You would think that I would be over the public’s disregard for firefighters and their disabilities by now. You would think that I would laugh off the innuendos that I endure at the holiday parties, the little jabs at the cookouts, the sarcasm at the gym.
I don’t laugh it off. I don’t say anything. I write things here that help clear my mind, but the people who read this blog are the people who already understand. You are the people that know a firefighter, or are a firefighter, or are married to one, or have a parent, son, daughter or cousin who is one.
Firefighters get hurt. They get hurt badly. Its a long career, and a lot happens. I’ve been injured more times that I can remember, and healed, and got back to work. Until the last time when I didn’t. But that took twenty-three years. During that time I have carried thousands – that’s right, thousands of people out of their homes, down narrow stairways, over snow and ice, lifting and bending and reaching and over and over. I’ve pulled people out of destroyed automobiles on busy highways in the middle of the night, crawled through broken glass and blood to do so, twisted myself in every angle imaginable to get to a dying person, and covered us with sheets so the flying glass and metal did no further harm.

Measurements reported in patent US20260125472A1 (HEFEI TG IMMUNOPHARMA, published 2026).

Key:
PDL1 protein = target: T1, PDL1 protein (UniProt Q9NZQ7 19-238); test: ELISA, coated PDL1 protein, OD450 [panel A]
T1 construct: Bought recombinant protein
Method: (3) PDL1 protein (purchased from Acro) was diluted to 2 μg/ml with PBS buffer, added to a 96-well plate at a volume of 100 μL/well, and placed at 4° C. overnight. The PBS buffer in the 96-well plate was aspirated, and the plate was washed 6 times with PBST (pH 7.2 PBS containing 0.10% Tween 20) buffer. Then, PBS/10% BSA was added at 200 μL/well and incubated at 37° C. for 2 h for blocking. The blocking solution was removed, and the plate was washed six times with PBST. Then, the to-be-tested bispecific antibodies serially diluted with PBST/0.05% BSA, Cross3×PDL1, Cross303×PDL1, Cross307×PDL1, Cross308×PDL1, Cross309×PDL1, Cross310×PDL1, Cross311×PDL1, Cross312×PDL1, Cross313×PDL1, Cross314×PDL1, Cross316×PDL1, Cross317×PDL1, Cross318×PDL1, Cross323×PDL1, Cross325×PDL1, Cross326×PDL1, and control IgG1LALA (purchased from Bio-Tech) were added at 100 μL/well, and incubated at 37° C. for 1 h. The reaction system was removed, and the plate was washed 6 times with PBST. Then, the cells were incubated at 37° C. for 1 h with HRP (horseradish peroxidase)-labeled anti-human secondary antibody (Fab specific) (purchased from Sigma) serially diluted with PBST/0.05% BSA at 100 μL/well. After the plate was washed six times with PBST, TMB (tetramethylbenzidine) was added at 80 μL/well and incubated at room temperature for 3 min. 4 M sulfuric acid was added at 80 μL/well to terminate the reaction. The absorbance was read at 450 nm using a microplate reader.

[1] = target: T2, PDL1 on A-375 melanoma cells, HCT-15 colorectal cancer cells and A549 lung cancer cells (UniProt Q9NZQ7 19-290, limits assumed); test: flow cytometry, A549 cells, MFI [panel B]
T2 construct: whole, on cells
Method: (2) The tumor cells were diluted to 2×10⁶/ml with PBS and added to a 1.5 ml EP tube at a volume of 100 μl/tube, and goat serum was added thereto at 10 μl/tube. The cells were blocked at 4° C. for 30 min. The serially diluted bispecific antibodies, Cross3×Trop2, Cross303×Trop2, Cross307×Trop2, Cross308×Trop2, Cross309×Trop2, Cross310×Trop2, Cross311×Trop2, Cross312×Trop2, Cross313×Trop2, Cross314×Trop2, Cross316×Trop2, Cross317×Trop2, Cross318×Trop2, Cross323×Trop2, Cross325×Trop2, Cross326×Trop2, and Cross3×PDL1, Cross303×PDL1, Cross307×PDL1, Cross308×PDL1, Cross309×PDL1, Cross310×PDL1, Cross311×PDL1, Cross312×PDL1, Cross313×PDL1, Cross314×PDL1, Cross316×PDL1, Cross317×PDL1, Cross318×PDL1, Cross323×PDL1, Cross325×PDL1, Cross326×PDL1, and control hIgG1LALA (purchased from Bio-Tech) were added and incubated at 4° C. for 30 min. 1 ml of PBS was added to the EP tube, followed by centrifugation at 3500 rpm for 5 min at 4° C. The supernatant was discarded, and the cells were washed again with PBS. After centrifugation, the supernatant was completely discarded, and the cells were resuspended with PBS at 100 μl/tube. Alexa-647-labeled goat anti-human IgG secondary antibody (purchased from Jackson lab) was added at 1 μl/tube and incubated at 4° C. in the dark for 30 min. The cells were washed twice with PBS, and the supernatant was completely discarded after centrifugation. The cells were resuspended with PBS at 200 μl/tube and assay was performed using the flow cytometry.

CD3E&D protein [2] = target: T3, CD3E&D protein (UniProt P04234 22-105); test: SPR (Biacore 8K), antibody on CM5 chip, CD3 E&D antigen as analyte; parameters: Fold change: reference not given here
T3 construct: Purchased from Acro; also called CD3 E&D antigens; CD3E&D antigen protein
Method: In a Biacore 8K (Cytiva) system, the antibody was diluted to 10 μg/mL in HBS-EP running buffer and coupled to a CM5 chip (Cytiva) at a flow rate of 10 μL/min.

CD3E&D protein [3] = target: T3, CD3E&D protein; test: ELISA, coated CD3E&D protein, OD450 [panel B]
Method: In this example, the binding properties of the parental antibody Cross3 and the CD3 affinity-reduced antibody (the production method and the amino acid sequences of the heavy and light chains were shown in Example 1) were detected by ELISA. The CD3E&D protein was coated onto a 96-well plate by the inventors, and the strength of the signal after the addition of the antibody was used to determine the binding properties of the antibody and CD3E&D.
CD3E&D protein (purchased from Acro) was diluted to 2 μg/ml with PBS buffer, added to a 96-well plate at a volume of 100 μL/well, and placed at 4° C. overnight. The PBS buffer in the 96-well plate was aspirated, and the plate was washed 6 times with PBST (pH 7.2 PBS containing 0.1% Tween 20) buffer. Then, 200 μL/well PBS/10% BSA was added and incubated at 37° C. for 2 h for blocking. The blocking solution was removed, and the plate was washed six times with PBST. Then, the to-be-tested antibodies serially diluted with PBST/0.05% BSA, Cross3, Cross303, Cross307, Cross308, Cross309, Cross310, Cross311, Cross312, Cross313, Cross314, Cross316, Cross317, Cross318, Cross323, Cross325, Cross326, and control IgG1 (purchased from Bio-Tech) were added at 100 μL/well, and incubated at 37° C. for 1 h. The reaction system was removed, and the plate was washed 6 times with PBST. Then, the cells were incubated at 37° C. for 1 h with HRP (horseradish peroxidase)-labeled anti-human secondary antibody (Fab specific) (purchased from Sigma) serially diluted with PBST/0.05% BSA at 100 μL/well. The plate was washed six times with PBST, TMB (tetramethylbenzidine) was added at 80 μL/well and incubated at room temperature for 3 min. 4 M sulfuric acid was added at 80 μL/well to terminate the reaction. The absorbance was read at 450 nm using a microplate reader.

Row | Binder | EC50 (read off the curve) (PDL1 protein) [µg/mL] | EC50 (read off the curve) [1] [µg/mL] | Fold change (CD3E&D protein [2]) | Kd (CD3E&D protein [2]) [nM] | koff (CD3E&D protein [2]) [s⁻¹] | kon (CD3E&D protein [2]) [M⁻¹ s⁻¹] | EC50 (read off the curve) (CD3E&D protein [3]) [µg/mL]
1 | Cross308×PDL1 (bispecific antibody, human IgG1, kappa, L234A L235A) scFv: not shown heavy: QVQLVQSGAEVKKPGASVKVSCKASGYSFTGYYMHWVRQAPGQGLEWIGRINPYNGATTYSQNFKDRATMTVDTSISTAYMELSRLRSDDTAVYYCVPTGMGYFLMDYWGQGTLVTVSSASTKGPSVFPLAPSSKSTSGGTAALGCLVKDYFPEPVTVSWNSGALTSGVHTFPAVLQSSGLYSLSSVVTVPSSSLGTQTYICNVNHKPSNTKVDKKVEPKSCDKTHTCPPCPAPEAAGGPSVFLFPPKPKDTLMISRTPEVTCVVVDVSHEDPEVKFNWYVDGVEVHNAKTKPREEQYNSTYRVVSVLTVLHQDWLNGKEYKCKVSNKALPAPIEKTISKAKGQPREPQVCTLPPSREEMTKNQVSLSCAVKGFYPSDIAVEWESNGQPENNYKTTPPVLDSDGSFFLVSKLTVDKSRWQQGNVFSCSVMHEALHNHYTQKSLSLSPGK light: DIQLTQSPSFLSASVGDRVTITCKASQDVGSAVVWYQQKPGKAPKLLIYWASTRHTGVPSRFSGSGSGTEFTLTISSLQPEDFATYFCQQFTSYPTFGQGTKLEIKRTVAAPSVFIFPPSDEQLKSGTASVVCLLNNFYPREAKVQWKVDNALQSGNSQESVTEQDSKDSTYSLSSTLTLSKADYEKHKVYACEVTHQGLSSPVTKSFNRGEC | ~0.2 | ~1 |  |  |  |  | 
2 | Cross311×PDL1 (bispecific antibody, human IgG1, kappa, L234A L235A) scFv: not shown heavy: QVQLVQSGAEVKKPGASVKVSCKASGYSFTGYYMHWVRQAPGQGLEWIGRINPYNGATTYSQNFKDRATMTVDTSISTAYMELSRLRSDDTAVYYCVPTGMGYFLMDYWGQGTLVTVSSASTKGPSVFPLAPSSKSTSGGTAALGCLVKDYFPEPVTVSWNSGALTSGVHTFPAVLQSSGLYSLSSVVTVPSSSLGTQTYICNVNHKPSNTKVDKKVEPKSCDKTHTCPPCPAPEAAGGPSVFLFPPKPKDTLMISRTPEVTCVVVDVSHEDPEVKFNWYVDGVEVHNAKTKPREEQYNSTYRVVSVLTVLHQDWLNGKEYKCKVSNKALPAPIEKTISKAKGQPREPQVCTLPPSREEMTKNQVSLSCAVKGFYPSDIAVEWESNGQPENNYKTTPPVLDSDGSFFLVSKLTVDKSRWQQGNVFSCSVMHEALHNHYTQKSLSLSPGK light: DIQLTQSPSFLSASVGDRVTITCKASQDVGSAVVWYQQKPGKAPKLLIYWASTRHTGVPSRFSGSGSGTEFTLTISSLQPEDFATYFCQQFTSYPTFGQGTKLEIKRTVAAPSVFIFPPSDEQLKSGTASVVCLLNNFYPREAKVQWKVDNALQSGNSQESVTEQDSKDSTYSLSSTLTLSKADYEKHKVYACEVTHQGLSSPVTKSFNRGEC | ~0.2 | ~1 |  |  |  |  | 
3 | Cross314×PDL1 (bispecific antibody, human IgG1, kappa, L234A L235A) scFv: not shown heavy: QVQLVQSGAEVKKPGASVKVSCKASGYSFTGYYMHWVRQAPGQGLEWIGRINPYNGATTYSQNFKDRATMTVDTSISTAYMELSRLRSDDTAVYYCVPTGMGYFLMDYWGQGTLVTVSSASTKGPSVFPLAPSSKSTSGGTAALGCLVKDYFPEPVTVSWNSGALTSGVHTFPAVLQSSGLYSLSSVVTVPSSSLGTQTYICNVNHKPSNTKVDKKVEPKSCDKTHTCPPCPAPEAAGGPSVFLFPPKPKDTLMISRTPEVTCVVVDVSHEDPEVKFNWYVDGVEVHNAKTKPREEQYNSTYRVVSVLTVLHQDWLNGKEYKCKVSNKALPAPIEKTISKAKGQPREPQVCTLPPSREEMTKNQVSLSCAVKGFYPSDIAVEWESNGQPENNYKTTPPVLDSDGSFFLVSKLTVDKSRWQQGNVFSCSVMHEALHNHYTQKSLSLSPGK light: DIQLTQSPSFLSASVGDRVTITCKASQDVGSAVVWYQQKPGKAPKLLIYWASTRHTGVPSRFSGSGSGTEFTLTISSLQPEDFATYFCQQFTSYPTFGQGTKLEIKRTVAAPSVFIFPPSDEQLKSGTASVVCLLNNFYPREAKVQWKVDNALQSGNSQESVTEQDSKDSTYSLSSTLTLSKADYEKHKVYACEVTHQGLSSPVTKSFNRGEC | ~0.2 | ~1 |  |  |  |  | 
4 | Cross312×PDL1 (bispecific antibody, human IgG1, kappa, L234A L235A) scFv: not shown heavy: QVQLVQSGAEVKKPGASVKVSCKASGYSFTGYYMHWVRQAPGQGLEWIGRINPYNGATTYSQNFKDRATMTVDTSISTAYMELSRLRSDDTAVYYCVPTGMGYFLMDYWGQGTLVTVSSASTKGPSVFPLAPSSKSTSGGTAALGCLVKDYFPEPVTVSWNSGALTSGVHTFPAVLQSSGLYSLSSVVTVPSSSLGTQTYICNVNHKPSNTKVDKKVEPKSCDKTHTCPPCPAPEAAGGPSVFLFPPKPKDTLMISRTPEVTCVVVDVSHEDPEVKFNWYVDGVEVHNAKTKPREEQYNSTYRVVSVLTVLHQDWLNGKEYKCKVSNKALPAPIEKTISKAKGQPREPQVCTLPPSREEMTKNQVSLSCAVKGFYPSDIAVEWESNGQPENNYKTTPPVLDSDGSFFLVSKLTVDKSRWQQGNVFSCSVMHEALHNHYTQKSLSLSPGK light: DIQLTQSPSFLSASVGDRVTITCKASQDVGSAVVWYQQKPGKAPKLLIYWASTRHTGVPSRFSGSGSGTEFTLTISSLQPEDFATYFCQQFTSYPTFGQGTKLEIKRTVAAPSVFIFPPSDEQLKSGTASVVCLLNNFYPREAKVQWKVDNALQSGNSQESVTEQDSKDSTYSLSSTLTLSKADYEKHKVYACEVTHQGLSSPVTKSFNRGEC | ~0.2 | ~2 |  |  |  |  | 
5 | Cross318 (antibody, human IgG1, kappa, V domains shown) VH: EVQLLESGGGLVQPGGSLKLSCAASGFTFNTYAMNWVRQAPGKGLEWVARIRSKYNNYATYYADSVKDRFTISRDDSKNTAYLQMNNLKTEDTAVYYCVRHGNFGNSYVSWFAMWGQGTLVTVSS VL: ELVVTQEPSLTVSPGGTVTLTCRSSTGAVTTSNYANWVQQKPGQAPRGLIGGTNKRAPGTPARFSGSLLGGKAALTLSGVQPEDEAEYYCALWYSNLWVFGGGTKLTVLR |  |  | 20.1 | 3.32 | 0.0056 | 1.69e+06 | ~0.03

I’ve walked over broken glass and twisted metal and crossed four lanes of travel so that I could poke my head into a tiny opening in an over turned car and feel for a pulse on a kid the same age as my daughter, and couldn’t tell if it was a boy or a girl until I pulled a gold chain imbedded in her severed flesh and read the bloody word on her charm; Tiffany.
I’ve heard the screams of a family of five as they died behind a barricaded door the week before Christmas, and gave everything I had trying to help knock down the flames so we could get to them before the screaming stopped.
Yeah, we get hurt. And the paper runs a little story, and mentions somewhere that “two firefighters suffered minor injuries,” and nobody cares, and nobody comments, and we heal and get back to work.
Until we can’t.
And then the chorus chimes in.